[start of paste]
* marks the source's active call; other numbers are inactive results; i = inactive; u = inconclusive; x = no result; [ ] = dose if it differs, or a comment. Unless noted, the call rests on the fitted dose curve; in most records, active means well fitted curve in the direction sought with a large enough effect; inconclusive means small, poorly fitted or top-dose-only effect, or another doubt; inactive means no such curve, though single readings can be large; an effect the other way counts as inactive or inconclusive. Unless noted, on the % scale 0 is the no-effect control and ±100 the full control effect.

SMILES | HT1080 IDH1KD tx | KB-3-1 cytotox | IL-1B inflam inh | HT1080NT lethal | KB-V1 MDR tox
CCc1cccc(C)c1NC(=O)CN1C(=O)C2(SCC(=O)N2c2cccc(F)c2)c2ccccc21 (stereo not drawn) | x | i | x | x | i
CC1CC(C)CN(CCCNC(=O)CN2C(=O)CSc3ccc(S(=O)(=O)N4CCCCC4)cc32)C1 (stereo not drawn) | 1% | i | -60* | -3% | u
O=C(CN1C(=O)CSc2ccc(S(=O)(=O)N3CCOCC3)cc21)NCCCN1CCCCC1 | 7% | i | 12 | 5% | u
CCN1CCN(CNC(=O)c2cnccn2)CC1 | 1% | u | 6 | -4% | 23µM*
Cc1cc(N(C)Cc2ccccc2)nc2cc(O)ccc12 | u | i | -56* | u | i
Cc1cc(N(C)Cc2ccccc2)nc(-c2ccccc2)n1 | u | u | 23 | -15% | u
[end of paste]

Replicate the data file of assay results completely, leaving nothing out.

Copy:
* marks the source's active call; other numbers are inactive results; i = inactive; u = inconclusive; x = no result; [ ] = dose if it differs, or a comment. Unless noted, the call rests on the fitted dose curve; in most records, active means well fitted curve in the direction sought with a large enough effect; inconclusive means small, poorly fitted or top-dose-only effect, or another doubt; inactive means no such curve, though single readings can be large; an effect the other way counts as inactive or inconclusive. Unless noted, on the % scale 0 is the no-effect control and ±100 the full control effect.

SMILES | HT1080 IDH1KD tx | KB-3-1 cytotox | IL-1B inflam inh | HT1080NT lethal | KB-V1 MDR tox
CCc1cccc(C)c1NC(=O)CN1C(=O)C2(SCC(=O)N2c2cccc(F)c2)c2ccccc21 (stereo not drawn) | x | i | x | x | i
CC1CC(C)CN(CCCNC(=O)CN2C(=O)CSc3ccc(S(=O)(=O)N4CCCCC4)cc32)C1 (stereo not drawn) | 1% | i | -60* | -3% | u
O=C(CN1C(=O)CSc2ccc(S(=O)(=O)N3CCOCC3)cc21)NCCCN1CCCCC1 | 7% | i | 12 | 5% | u
CCN1CCN(CNC(=O)c2cnccn2)CC1 | 1% | u | 6 | -4% | 23µM*
Cc1cc(N(C)Cc2ccccc2)nc2cc(O)ccc12 | u | i | -56* | u | i
Cc1cc(N(C)Cc2ccccc2)nc(-c2ccccc2)n1 | u | u | 23 | -15% | u